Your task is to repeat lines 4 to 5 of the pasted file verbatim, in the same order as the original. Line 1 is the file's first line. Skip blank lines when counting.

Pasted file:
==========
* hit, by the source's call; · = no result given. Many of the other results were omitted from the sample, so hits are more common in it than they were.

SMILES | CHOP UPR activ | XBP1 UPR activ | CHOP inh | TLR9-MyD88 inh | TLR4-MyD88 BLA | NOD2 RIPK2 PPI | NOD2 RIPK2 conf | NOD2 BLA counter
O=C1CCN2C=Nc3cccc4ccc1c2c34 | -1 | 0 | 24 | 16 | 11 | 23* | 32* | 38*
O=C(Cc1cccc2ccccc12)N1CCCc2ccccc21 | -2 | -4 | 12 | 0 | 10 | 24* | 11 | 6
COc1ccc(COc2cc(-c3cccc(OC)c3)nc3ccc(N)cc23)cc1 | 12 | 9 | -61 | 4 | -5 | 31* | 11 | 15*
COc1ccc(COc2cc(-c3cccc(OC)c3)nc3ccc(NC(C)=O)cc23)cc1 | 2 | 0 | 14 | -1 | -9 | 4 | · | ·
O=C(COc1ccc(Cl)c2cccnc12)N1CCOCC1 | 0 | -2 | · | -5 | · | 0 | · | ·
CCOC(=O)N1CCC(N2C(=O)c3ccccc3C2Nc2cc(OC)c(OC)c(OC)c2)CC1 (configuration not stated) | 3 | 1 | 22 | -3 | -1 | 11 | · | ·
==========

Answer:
O=C(Cc1cccc2ccccc12)N1CCCc2ccccc21 | -2 | -4 | 12 | 0 | 10 | 24* | 11 | 6
COc1ccc(COc2cc(-c3cccc(OC)c3)nc3ccc(N)cc23)cc1 | 12 | 9 | -61 | 4 | -5 | 31* | 11 | 15*